This weekend we celebrated our 12 year wedding anniversary. We wanted to work on a project together and it just so happened that our friends Janine and Bob gave us a gift certificate to the Home Depot. My wheels began to turn and I decided it was time to create a sign for the farm with our name on it. Now every time we drive out, we’ll remember our anniversary and the Anderson’s.
I think we did pretty well, we only had one argument during the project dealing with the size of the sign. All based on the chicken and the egg argument. What size should it be? What will the design be? Do we pick the size out first or the design. In the end, I designed the layout on the computer first with a few options and Bruce helped me finalize it.
Off to the basement he went to cut out the shape of the sign. I printed out the design in full size and did some scissor and tape action. The back of the design was chalked out to transfer on to the sign. Bruce painted the base black. Then painting and painting and painting and hand lettering. I haven’t painted that long with a teeny tiny brush in a while You won’t see this as a service in the studio. No one would want to pay for the time we had to put into it. Total time 10 hours. We enjoyed being crafty for ourselves and are feeling quite accomplished!
Now if you visit the farm/studio/office you’ll know which one is ours 😉
- Adobe Illustrator
- Laser Printer
I worked out the design in Illustrator. Then printed it in full scale with artboards and printed it on the laser printer. Next just match up the design and tape it. Measure out the image so it can be easily transferred onto the wood.
- Table Saw
- 3/4″ Plywood (We recycled some wood we found on the barn.)
Measured out the dimensions from the specifications. Our design used a circle in the middle which is a little fancier. Easiest way to create a circle is string and pencil. Then cut away and sand the edges. The width of our sign is 24″ and height is 12.7″. I think 18 x 24″ is a good width. Height can depend on your design
- Spray Paint for base color
- Acrylic Paint for decoration
Paint the base color of your sign. We decided on black over white for one simple reason. We live in the country and dirt is part of life. Black is easier to clean than white. A dark green or red would be nice too. While the sign is being cut or the paint is drying it’s time to chalk out the back of your design you printed. Once the base is dried gently place the design chalk down on the sign and make sure it’s all even. Then rub the design onto the board.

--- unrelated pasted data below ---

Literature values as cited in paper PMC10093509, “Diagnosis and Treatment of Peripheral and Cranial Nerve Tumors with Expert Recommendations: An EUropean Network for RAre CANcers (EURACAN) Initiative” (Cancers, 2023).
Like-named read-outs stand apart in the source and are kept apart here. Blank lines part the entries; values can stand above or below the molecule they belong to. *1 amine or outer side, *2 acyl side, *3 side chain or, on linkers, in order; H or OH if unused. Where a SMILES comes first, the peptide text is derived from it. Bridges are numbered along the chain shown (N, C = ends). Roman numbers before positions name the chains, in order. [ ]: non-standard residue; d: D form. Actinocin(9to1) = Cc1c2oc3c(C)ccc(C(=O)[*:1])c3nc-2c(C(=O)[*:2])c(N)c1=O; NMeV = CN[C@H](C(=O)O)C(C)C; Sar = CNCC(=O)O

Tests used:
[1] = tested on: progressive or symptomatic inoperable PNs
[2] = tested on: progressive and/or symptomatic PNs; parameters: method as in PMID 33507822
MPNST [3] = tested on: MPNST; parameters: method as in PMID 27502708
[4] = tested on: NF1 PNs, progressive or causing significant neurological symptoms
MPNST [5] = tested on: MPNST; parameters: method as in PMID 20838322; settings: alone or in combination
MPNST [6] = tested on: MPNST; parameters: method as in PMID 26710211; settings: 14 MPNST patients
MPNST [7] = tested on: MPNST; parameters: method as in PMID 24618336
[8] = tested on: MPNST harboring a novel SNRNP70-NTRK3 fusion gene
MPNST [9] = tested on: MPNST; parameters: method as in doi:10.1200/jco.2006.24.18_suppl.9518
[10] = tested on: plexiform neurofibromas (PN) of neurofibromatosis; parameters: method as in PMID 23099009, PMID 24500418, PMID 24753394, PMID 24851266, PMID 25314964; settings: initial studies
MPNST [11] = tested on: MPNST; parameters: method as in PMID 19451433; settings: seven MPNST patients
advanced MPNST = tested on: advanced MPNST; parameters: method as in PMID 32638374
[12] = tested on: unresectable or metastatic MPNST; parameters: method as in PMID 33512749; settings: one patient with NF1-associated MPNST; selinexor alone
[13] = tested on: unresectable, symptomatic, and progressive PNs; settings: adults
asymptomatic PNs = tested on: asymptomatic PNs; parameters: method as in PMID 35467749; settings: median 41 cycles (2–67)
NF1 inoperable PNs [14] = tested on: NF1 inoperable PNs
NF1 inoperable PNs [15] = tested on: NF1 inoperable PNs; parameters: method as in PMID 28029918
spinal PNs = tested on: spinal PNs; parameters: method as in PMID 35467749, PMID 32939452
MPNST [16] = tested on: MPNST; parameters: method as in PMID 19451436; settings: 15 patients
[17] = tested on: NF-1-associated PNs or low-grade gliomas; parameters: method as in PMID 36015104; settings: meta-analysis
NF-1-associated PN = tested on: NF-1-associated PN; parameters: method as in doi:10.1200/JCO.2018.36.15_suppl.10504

Fun part paint away. Have a steady hand and have fun! This took the most time because you do have to do both sides.
After your design is painted and dried add two coats of outdoor polyurethane to protect your sign from the elements.
Frame & Hardware
- Power drill
- Drill bits
- Eye hooks
- Mending Plates
- Counter sinking bit
When creating the bracket we used some old weathered reclaimed 2 x 6 salvaged wood from another project on the farm. We cut the wood into two pieces. The top was 30 inches long and the back was cut to 25 inches. Using 3 inch deck screws we fasted the two pieces together making an “L” shape with the longest part on top. To make a more secure bond we used an “L” shaped mending plate on the top and secured firmly with five wood screws. The next step was to make 5 screw holes using a counter sink bit so that the screw heads would not show on the surface of the wooden bracket. The hardest part of this project was opening up the eye hooks so that we could hook the chains on them. For this we placed the eye hook in a vice and used a sturdy screwdriver to pry open the eye hook just enough to accept the size chain you purchased. Lastly, we drilled pilot holes for the eye hooks so that there was no splitting when we screwed them in. The distance of those pilot holes will be dependent on the size of your sign. Once completed you are ready to mount the sign to a tree using 3-4 inch deck screws, screwed into the counter sunk holes, so there is a secure bond to the tree.